Windsor is one of 15 municipalities and water districts that will receive water from the Northern Integrated Supply Project, or NISP, a proposal to build two new reservoirs and fill them with Poudre River water. Participants are funding the costs of the project, and Windsor’s involvement will cost over $100 million, according to Mayor Kristie Melendez…
The town is looking to ratepayers to fund about 12 percent of the project cost. The other 88 percent will come from a water resource fee leveled on each new home in Windsor, an approach that Melendez called “growth pays for growth.”
NISP will supply about 3,300 more acre-feet if it jumps through all regulatory hoops. An acre-foot of water is equivalent to the average annual water use of 2 to 3 urban households.
In all, NISP is expected to provide about 40,000 acre-feet of water to its participants. Windsor’s share of NISP is the third-largest among municipalities involved in the project.
The two proposed NISP reservoirs include Glade Reservoir, which would be located near Ted’s Place north of Fort Collins, and Galeton Reservoir, which would be located northeast of Greeley.
For comparison’s sake, Glade Reservoir’s capacity of 170,000 acre-feet is about 108 percent of the capacity of Horsetooth Reservoir. Galeton would hold about 46,000 acre-feet.
The Army Corps of Engineers is expected to issue a record of decision on NISP in 2019. Affirmation from the Army Corps will likely trigger a legal challenge from NISP opponent Save the Poudre. Northern Water expects to begin storage in Glade Reservoir in 2025.
From Arizona Central (Ian James):
The House Natural Resources, Energy and Water Committee held a marathon meeting Tuesday on a series of bills that outline how the state will share cuts as part of the Drought Contingency Plan.
They voted 12-0 to pass the plan, which is expected to head to the House floor Wednesday for debate. A Senate committee also is set to begin work on the deal Wednesday.
More than 100 people filled the hearing and watched the discussion from two overflow rooms as lawmakers debated for five hours, stretching into the evening.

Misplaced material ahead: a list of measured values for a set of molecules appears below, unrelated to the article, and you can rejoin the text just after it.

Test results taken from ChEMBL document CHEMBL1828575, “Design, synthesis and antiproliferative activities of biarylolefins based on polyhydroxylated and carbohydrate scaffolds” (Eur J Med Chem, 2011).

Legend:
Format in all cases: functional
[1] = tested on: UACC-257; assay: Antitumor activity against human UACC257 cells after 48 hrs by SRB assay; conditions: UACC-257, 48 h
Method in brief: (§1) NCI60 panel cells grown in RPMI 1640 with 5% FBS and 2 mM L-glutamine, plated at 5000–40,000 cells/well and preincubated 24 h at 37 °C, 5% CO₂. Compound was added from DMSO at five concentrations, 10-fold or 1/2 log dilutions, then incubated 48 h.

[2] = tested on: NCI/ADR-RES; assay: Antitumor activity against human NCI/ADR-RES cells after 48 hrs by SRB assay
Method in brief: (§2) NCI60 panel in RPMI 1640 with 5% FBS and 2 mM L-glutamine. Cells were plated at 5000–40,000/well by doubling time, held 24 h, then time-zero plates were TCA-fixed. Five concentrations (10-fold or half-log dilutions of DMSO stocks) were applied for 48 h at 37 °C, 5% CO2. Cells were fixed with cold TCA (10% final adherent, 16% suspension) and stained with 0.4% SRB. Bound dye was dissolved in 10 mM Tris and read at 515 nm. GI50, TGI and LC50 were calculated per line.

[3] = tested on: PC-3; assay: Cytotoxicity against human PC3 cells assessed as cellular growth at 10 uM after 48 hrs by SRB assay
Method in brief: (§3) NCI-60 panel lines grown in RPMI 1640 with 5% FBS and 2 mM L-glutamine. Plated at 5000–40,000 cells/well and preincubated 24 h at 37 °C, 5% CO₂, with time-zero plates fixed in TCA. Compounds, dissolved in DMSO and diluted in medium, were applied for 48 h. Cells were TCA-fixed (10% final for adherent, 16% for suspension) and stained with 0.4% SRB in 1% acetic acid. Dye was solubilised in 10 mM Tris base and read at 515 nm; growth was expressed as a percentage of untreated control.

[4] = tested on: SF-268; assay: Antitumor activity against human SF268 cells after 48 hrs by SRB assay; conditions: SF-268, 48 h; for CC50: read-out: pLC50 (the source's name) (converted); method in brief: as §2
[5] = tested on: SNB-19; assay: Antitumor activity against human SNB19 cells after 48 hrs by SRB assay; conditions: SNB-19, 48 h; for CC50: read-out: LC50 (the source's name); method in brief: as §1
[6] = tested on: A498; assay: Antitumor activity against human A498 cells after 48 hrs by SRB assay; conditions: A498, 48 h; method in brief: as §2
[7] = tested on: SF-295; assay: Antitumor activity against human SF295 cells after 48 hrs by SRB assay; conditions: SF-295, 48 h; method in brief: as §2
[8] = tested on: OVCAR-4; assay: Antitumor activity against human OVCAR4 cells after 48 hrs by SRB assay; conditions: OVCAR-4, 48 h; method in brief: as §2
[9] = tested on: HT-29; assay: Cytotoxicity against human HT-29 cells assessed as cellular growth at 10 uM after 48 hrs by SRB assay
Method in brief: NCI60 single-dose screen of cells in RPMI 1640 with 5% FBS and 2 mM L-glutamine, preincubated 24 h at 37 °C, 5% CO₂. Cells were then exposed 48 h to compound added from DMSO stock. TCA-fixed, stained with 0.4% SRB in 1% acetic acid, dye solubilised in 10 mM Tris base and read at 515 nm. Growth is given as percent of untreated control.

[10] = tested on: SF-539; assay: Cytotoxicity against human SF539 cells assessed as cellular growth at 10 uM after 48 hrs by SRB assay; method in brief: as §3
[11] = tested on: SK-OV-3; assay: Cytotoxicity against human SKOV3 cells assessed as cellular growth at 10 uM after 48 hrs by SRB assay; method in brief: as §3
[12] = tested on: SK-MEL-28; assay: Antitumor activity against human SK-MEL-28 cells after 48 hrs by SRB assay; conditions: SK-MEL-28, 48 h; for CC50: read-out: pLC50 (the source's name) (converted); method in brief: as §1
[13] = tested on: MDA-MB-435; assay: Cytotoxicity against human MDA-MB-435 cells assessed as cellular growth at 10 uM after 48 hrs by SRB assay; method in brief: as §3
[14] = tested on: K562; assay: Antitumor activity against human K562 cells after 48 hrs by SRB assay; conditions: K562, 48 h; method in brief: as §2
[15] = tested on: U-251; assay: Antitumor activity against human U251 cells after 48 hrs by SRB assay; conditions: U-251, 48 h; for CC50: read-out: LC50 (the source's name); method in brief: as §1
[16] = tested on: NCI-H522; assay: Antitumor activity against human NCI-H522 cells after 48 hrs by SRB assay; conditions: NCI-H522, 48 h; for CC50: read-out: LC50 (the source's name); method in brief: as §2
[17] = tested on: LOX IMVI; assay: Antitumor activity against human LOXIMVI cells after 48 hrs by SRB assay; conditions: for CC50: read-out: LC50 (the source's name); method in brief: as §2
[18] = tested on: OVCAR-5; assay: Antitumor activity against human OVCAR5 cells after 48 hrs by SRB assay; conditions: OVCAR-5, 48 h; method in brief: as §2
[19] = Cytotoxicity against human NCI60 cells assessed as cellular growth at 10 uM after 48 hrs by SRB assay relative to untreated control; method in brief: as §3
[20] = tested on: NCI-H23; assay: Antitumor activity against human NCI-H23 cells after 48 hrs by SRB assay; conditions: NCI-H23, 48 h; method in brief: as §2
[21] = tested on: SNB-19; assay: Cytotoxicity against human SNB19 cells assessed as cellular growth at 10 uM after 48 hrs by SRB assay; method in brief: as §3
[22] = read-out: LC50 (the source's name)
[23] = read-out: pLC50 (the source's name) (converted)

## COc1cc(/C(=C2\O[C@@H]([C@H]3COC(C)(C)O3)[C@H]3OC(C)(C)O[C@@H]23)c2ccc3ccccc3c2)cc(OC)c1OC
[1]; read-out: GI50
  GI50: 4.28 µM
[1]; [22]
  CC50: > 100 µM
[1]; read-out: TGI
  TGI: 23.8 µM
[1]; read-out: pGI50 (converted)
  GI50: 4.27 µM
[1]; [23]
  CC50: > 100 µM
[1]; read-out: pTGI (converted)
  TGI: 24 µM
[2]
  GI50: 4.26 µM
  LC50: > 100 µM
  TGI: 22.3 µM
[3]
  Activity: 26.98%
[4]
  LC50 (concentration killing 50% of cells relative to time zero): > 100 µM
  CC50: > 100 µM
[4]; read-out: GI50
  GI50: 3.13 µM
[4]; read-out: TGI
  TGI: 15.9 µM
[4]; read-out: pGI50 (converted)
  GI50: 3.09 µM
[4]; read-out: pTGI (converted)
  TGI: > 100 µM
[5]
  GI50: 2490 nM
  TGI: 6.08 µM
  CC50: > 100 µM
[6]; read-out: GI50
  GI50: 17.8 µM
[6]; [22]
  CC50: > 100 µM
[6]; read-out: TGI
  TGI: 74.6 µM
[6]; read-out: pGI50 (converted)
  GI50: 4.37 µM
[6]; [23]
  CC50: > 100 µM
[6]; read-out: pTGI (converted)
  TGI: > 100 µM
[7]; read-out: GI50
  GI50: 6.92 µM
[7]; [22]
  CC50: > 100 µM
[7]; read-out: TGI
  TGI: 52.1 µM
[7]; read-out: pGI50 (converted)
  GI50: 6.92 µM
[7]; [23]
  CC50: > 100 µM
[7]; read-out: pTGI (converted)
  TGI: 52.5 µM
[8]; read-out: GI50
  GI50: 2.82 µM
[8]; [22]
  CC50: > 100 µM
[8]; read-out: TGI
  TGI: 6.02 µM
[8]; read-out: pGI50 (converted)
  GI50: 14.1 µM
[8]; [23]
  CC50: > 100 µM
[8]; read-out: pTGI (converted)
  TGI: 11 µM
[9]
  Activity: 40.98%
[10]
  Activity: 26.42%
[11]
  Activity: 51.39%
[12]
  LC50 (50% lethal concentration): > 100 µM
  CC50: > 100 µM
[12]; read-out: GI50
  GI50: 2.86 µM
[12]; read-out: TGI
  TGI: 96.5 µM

There was little doubt the bills would clear their first hurdle and get the committee’s approval. Lawmakers from both parties have signed on to sponsor the bills — a rare sign of bipartisan cooperation.
“We’ve heard from other speakers about how important this is,” said Tom Buschatzke, director of the Arizona Department of Water Resources. “We know we are dealing with a drier future.
“We, Arizona, want to avoid going at it alone.”
While lawmakers agreed on the bulk of the plan, tensions ran high as farmers, business owners, lobbyists and conservationists spoke during the hearing.
Nothing in the bills was new for the parties, but lawmakers were meticulously reviewing the details after months of careful negotiations about how water cutbacks will be spread among affected areas.
House Speaker Rusty Bowers, R-Mesa, said he’s hopeful the deal will be finished on time. He had previously said meeting the deadline wasn’t his chief concern.
Pinal County farmers get deepest cuts
One of the most controversial pieces is House Bill 2540, which would affect Pinal County farmers who would be hit hardest by the cutbacks.
The bill would earmark $5 million from the state’s general fund for groundwater irrigation projects to help those farmers lessen the economic burden. A few dozen farmers, many wearing plaid shirts and baseball caps, filled the hearing to express their reluctant support for the change…
HB 2540 is one of five bills that make up the plan. Another, HB 2541, would create a fund to repay those who forfeit some or all of their water in order to keep Lake Mead’s levels from dropping too low…
Other bills include changes in how water users can earn and exchange long-term storage credits for groundwater stored in aquifers.
The Arizona Senate will begin this same process with identical bills…
Sierra Club: Plan does little for conservation
But the plan was not without its critics. Some, like Sandy Bahr of the Grand Canyon Chapter of the Sierra Club, called the plan shortsighted and said it does not address long-term problems.
Bahr said the bill does little to address water-conservation efforts, adding that there had been no mention of climate change in the hearing.